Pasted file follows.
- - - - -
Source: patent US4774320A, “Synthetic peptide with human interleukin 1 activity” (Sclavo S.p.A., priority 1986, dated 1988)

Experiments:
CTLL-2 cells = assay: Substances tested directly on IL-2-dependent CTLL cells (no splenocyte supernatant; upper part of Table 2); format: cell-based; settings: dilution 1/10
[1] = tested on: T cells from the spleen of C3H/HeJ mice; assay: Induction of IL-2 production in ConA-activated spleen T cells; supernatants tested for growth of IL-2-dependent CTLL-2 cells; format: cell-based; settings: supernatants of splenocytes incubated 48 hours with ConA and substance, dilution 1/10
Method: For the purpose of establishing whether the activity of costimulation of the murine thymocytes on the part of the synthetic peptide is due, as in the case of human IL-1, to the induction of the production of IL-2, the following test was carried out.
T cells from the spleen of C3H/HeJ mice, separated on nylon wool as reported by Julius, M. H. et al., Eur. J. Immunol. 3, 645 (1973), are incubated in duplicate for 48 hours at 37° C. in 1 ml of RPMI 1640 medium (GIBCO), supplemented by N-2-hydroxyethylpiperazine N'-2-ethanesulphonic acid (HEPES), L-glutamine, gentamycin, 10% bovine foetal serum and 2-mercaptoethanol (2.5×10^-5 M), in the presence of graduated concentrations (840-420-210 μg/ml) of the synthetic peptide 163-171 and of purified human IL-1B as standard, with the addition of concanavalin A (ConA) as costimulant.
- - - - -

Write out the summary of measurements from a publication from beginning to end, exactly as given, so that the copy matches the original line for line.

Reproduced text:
Source: patent US4774320A, “Synthetic peptide with human interleukin 1 activity” (Sclavo S.p.A., priority 1986, dated 1988)

Experiments:
CTLL-2 cells = assay: Substances tested directly on IL-2-dependent CTLL cells (no splenocyte supernatant; upper part of Table 2); format: cell-based; settings: dilution 1/10
[1] = tested on: T cells from the spleen of C3H/HeJ mice; assay: Induction of IL-2 production in ConA-activated spleen T cells; supernatants tested for growth of IL-2-dependent CTLL-2 cells; format: cell-based; settings: supernatants of splenocytes incubated 48 hours with ConA and substance, dilution 1/10
Method: For the purpose of establishing whether the activity of costimulation of the murine thymocytes on the part of the synthetic peptide is due, as in the case of human IL-1, to the induction of the production of IL-2, the following test was carried out.
T cells from the spleen of C3H/HeJ mice, separated on nylon wool as reported by Julius, M. H. et al., Eur. J. Immunol. 3, 645 (1973), are incubated in duplicate for 48 hours at 37° C. in 1 ml of RPMI 1640 medium (GIBCO), supplemented by N-2-hydroxyethylpiperazine N'-2-ethanesulphonic acid (HEPES), L-glutamine, gentamycin, 10% bovine foetal serum and 2-mercaptoethanol (2.5×10^-5 M), in the presence of graduated concentrations (840-420-210 μg/ml) of the synthetic peptide 163-171 and of purified human IL-1B as standard, with the addition of concanavalin A (ConA) as costimulant.